IBM recently apologized to a pioneer in the field of computer engineering who is transgender  – 52 years after she was fired.

Forbes magazine first reported the story about Lynn Conway, 82.

IBM fired Conway after she disclosed that she was transgender.

“Long before becoming a highly respected professor at the University of Michigan, Conway was a young researcher with IBM. It was there, on August 29, 1968, that IBM’s CEO fired her for reasons that are illegal today. Nearly 52 years later, in an act that defines its present-day culture, IBM apologized and sought forgiveness,” wrote Jeremy Alicandri for Forbes.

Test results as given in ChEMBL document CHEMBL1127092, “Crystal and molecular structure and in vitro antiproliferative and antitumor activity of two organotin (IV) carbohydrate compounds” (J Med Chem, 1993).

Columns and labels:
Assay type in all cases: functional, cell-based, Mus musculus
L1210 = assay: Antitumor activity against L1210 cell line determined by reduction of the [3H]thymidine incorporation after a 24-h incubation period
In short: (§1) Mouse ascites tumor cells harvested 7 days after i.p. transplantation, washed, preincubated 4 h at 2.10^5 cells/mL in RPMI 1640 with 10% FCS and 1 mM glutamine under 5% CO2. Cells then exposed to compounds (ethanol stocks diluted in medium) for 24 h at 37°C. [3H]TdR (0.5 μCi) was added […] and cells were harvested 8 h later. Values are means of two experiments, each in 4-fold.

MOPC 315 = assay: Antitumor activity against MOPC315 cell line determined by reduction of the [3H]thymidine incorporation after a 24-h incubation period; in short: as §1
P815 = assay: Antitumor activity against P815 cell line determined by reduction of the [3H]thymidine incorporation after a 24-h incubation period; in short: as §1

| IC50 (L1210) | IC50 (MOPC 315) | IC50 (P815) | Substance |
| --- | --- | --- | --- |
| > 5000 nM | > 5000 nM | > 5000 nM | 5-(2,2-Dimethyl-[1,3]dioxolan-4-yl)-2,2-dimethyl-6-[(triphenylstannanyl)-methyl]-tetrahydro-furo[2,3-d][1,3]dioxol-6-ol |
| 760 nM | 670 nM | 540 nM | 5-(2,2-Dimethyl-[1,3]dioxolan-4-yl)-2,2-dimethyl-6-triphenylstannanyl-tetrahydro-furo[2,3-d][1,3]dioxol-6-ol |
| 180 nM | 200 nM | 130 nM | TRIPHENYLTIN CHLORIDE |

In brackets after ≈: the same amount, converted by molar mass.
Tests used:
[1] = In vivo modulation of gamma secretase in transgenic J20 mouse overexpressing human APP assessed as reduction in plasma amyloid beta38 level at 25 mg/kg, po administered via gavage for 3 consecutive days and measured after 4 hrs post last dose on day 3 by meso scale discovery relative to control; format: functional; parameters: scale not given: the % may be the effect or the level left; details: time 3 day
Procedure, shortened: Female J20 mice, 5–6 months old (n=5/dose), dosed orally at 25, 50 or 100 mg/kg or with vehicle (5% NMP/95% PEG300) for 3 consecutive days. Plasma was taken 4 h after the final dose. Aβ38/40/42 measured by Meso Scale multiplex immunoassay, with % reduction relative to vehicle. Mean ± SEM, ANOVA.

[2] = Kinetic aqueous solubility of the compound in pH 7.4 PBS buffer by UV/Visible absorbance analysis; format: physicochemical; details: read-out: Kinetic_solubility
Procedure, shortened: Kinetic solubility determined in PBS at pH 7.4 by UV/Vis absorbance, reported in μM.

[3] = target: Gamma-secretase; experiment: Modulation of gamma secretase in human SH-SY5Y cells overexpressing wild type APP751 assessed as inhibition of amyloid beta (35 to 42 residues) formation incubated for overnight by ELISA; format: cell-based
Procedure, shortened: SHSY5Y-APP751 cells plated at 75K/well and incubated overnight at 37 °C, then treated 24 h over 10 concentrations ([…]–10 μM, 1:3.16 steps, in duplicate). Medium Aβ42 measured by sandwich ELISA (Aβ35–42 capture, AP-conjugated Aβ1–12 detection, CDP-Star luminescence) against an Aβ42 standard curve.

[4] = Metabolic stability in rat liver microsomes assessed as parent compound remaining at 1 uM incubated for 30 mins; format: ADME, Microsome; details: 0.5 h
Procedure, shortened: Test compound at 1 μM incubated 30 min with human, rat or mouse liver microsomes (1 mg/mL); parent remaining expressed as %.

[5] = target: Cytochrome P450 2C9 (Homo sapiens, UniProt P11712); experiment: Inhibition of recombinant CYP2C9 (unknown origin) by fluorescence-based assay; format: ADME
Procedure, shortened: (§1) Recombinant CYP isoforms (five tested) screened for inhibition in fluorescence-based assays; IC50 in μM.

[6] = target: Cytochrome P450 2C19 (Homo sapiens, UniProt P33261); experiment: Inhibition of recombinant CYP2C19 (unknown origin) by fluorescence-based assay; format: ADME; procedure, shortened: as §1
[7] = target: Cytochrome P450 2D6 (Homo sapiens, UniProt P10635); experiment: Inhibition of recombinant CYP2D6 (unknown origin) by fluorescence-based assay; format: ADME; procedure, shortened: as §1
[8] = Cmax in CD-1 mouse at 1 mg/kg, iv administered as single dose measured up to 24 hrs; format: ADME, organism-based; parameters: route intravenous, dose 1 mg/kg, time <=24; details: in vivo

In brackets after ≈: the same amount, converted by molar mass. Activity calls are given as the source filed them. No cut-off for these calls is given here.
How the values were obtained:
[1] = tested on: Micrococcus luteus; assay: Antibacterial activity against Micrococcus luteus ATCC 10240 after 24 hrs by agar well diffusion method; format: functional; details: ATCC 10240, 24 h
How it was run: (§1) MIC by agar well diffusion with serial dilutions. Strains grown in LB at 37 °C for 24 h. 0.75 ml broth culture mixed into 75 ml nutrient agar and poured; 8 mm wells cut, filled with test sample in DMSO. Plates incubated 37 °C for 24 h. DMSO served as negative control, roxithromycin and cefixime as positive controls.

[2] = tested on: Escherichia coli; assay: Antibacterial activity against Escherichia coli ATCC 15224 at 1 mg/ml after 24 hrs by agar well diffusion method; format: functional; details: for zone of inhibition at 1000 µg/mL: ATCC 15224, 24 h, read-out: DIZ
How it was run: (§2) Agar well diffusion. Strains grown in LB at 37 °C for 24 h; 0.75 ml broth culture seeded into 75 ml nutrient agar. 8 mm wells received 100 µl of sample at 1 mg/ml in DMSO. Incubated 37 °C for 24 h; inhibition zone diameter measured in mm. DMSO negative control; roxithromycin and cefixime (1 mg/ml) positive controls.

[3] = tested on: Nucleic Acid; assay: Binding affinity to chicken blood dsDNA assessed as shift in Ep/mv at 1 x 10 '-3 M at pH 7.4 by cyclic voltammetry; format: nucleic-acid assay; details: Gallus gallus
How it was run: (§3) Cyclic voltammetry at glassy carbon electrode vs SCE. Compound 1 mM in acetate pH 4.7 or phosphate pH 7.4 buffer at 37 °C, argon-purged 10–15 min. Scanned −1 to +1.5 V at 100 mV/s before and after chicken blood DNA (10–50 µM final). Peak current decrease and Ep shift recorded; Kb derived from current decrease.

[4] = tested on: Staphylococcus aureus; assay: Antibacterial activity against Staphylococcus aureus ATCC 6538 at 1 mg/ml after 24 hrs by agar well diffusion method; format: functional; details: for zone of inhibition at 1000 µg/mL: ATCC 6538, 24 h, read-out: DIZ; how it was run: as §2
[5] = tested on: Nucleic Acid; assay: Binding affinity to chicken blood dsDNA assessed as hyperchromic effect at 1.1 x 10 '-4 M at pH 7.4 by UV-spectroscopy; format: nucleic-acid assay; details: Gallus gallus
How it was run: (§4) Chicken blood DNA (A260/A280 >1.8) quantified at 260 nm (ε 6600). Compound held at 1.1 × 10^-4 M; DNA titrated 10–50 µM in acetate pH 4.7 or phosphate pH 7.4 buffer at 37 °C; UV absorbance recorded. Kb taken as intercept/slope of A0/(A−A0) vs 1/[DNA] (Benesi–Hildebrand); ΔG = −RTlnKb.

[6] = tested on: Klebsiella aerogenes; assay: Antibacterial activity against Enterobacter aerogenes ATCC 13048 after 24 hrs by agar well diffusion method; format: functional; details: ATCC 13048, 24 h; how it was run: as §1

The story has since been picked up internationally, including reports in The New York Times and New York Post.

“I struggled to hold back tears,” Lynn Conway told Forbes magazine of the apology.

IBM honored Conway with an online ceremony recently.

“The apology came as Conway was awarded an IBM Lifetime Achievement Award by Diane Gherson, the company’s Senior Vice President of Human Resources,” The Posted noted.

“It was so unexpected,” Conway said in an interview with The New York Times. “It was stunning.”

Read the full story at Forbes.

IBM is moving to cut thousands of jobs, reports and workers say